Friday 18th of August 2017 10:36:40 AM

MENU

#left {
position: absolute;
left: 0px;
width: 190px;
color: #564b47;
margin: 0px;
padding: 0px;
}

This column inherited it'b background color from the body definition. The padding ist defined through the p element.

CONTENT

3 columns / menu fixed, content dynamic with head and footer.
3 column layout grid. The navigation column are fixed in width, the content column is dynamic and adjusts itself to the browser window.

This layout also works with an absolute height template 100% height
more nice and free css templates

html {
padding:0px;
margin:0px;
}
body {
background-color: #e1ddd9;
font-size: 12px;
font-family: Verdana, Arial, SunSans-Regular, Sans-Serif;
color:#564b47;
padding:0px;
margin:0px;
}
#content {
margin: 0px 190px 0px 190px;
border-left: 2px solid #564b47;
border-right: 2px solid #564b47;
padding: 0px;
background-color: #ffffff;
}

in valid code we trust (*^_^*) miss monorom

XML is derived from SGML, and so was HTML. So in essence, the current infrastructure available today to deal with HTML content can be re-used to work with XML. This is a very big advantage towards delivering XML content using the software and networking infrastructure already in place today. This should be a big plus in considering XML for use in any of your projects, because XML naturally lends itself to being used over the web.

Even if clients don't support XML natively, it is not a big hindrance. In fact, Java with Servlets (on the server side) can convert XML with stylesheets to generate plain HTML that can be displayed in all web browsers.

Using XML to pass parameters and return values on servers makes it very easy to allow these servers to be web-enabled. A thin server side Java layer might be added that interacts with web browsers using HTML and translates the requests and responses from the client into XML, that is then fed into the server.

XML is totally extensible

By not predefining any tags in the XML Recommendation, the W3C allowed developers full control over customizing their data as they see fit. This makes XML very attractive to encoding data that already exists in legacy databases (by using database metadata, and other schema information). This extensibility of XML makes it such a great fit when trying to get different systems to work with each other.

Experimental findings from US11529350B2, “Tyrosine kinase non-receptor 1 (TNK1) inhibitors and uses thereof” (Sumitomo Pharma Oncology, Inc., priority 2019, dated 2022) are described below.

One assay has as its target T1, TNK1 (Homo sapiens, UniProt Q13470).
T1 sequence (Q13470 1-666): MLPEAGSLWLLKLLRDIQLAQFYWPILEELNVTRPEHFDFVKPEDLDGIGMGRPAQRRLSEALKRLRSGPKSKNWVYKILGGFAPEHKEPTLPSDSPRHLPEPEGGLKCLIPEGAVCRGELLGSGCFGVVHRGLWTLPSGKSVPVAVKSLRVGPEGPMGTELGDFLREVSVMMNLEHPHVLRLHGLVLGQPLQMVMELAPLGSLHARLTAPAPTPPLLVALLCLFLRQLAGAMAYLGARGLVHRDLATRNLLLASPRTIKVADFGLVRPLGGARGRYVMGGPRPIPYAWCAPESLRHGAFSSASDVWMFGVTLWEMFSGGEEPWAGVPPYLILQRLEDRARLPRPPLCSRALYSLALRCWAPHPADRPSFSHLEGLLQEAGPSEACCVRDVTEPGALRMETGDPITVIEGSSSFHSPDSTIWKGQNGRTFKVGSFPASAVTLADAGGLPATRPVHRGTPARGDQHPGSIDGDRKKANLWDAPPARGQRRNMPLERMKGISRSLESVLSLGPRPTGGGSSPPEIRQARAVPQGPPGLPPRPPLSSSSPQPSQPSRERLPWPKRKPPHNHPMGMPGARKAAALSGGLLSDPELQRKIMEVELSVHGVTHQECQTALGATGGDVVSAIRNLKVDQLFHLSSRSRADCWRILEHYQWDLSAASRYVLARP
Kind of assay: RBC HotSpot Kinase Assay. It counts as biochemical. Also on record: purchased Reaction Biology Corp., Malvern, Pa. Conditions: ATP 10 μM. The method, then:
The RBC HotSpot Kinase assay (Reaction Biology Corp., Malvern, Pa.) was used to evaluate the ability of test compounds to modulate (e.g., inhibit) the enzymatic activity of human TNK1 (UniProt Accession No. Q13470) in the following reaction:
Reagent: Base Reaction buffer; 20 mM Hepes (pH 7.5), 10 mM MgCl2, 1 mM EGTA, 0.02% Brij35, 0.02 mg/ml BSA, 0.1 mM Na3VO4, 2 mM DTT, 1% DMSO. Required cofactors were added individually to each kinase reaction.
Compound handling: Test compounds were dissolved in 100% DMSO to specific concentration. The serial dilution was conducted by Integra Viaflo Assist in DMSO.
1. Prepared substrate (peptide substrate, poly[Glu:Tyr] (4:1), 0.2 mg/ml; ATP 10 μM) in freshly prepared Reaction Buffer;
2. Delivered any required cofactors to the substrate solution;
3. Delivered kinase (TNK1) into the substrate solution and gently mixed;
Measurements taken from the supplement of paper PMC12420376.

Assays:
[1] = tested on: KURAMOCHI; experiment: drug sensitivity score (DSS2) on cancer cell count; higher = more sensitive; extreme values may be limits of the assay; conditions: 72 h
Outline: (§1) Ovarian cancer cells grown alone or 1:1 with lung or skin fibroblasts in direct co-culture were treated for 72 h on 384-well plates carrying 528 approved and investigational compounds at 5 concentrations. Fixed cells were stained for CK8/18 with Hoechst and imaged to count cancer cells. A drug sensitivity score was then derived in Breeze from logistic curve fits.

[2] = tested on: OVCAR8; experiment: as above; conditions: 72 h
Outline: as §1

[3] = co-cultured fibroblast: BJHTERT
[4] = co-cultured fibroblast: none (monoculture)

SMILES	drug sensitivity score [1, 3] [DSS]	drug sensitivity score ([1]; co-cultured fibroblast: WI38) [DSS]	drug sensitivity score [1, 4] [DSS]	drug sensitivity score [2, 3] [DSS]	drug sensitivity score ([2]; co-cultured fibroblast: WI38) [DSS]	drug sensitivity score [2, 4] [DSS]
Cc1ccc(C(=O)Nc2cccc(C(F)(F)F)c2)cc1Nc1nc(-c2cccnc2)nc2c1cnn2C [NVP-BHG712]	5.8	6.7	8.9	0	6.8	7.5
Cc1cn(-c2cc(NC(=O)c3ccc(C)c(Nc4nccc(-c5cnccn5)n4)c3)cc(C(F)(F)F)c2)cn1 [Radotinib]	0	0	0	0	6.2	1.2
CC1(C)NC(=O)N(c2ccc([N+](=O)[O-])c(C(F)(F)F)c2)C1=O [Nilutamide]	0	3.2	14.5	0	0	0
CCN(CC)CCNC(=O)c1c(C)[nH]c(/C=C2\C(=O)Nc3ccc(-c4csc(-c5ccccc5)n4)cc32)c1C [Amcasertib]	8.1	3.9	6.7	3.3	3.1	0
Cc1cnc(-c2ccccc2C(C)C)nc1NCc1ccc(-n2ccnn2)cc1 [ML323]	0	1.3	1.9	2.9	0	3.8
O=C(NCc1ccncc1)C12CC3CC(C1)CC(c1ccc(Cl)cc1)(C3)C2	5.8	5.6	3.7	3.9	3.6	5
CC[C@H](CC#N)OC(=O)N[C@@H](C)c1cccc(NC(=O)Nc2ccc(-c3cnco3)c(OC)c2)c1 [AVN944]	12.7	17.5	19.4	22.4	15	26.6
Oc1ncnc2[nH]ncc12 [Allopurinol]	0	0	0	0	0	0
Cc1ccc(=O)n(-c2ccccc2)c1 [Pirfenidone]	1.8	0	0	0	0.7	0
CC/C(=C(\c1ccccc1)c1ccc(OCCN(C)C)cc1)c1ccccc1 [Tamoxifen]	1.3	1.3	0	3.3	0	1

set for an element, you'll see the background fill the content area and the padding as requested, but a transparent space will incorrectly appear between the two, as shown in Figure 7-62.

Figure 7-62

Figure 7-62. Padding problems in Navigator 4

This may be an interesting effect, but it isn't permissible under the CSS specification, and no other browser will do the same thing, so it's best to avoid this altogether.

Even worse, if you try applying padding to inline elements instylesheet unless that style sheet is selected bythe user.

1.4.2. The STYLE Element

The STYLE element, which is a relatively newelement in HTML, is the most common way to definea style sheet, since it appears in the document itself. general, the height of an element is determined by its content. Thiscan be affected by its width, of course; the skinnier a paragraphbecomes, for example, the taller it has to be in order to contain allof the textual (and other) content.

In CSS, it is possible to set an explicit height on any block-levelelement. If this is done, the resulting behavior is somewhatuncertain. Assume that the specified height is greater than thatneeded to display the content:

12px , nothing is applied to the content-height(since 12 minus 12 equals zero, and half of nothing is nothing), andso the inline box is 12px high. For the boldfacedtext, however, the difference between font-sizeand line-height is 12px . Thisis divided in half to determine the half-leading(6px), and the half-leading is subtracted fromboth the top and bottom of the content-height to arrive at an inlinebox which is, in this case, 12px high. This12-pixel inline box is centered vertically within the content-height